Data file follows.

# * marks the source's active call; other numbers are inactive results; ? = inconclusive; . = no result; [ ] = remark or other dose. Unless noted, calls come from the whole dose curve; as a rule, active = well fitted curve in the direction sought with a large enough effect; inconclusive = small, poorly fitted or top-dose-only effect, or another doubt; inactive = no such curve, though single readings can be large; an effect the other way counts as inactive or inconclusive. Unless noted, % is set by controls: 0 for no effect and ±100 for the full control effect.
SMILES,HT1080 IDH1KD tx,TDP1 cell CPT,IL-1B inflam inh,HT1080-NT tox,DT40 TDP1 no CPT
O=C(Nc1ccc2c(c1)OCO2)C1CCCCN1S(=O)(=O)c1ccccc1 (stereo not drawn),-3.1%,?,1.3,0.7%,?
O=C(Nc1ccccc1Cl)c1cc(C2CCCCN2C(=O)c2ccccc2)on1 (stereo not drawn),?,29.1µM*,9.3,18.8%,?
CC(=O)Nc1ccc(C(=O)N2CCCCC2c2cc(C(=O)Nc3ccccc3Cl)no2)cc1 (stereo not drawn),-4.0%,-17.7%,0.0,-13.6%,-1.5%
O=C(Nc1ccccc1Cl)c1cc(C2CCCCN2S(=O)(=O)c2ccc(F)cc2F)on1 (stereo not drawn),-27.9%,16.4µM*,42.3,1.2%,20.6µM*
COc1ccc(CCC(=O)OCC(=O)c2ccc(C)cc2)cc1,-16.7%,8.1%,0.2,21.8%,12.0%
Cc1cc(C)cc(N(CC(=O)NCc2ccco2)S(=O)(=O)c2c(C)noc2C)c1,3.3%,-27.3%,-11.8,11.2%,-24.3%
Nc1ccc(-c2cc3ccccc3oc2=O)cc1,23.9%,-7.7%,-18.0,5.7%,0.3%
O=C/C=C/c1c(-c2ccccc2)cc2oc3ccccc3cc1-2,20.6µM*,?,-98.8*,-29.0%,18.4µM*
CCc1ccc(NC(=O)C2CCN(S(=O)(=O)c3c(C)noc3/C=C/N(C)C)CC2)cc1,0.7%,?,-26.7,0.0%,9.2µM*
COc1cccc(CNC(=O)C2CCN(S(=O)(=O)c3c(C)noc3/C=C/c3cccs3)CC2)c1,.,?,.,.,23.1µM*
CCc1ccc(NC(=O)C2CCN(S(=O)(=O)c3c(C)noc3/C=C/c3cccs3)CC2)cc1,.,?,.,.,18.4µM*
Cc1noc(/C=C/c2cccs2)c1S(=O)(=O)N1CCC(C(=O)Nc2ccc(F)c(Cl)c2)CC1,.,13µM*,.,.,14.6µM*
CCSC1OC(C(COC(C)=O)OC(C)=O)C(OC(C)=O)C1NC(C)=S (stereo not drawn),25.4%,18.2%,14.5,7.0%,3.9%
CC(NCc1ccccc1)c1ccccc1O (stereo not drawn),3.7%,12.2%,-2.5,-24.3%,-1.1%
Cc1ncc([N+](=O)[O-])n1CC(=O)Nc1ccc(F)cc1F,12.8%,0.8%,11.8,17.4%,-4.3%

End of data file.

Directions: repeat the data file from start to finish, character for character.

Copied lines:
# * marks the source's active call; other numbers are inactive results; ? = inconclusive; . = no result; [ ] = remark or other dose. Unless noted, calls come from the whole dose curve; as a rule, active = well fitted curve in the direction sought with a large enough effect; inconclusive = small, poorly fitted or top-dose-only effect, or another doubt; inactive = no such curve, though single readings can be large; an effect the other way counts as inactive or inconclusive. Unless noted, % is set by controls: 0 for no effect and ±100 for the full control effect.
SMILES,HT1080 IDH1KD tx,TDP1 cell CPT,IL-1B inflam inh,HT1080-NT tox,DT40 TDP1 no CPT
O=C(Nc1ccc2c(c1)OCO2)C1CCCCN1S(=O)(=O)c1ccccc1 (stereo not drawn),-3.1%,?,1.3,0.7%,?
O=C(Nc1ccccc1Cl)c1cc(C2CCCCN2C(=O)c2ccccc2)on1 (stereo not drawn),?,29.1µM*,9.3,18.8%,?
CC(=O)Nc1ccc(C(=O)N2CCCCC2c2cc(C(=O)Nc3ccccc3Cl)no2)cc1 (stereo not drawn),-4.0%,-17.7%,0.0,-13.6%,-1.5%
O=C(Nc1ccccc1Cl)c1cc(C2CCCCN2S(=O)(=O)c2ccc(F)cc2F)on1 (stereo not drawn),-27.9%,16.4µM*,42.3,1.2%,20.6µM*
COc1ccc(CCC(=O)OCC(=O)c2ccc(C)cc2)cc1,-16.7%,8.1%,0.2,21.8%,12.0%
Cc1cc(C)cc(N(CC(=O)NCc2ccco2)S(=O)(=O)c2c(C)noc2C)c1,3.3%,-27.3%,-11.8,11.2%,-24.3%
Nc1ccc(-c2cc3ccccc3oc2=O)cc1,23.9%,-7.7%,-18.0,5.7%,0.3%
O=C/C=C/c1c(-c2ccccc2)cc2oc3ccccc3cc1-2,20.6µM*,?,-98.8*,-29.0%,18.4µM*
CCc1ccc(NC(=O)C2CCN(S(=O)(=O)c3c(C)noc3/C=C/N(C)C)CC2)cc1,0.7%,?,-26.7,0.0%,9.2µM*
COc1cccc(CNC(=O)C2CCN(S(=O)(=O)c3c(C)noc3/C=C/c3cccs3)CC2)c1,.,?,.,.,23.1µM*
CCc1ccc(NC(=O)C2CCN(S(=O)(=O)c3c(C)noc3/C=C/c3cccs3)CC2)cc1,.,?,.,.,18.4µM*
Cc1noc(/C=C/c2cccs2)c1S(=O)(=O)N1CCC(C(=O)Nc2ccc(F)c(Cl)c2)CC1,.,13µM*,.,.,14.6µM*
CCSC1OC(C(COC(C)=O)OC(C)=O)C(OC(C)=O)C1NC(C)=S (stereo not drawn),25.4%,18.2%,14.5,7.0%,3.9%
CC(NCc1ccccc1)c1ccccc1O (stereo not drawn),3.7%,12.2%,-2.5,-24.3%,-1.1%
Cc1ncc([N+](=O)[O-])n1CC(=O)Nc1ccc(F)cc1F,12.8%,0.8%,11.8,17.4%,-4.3%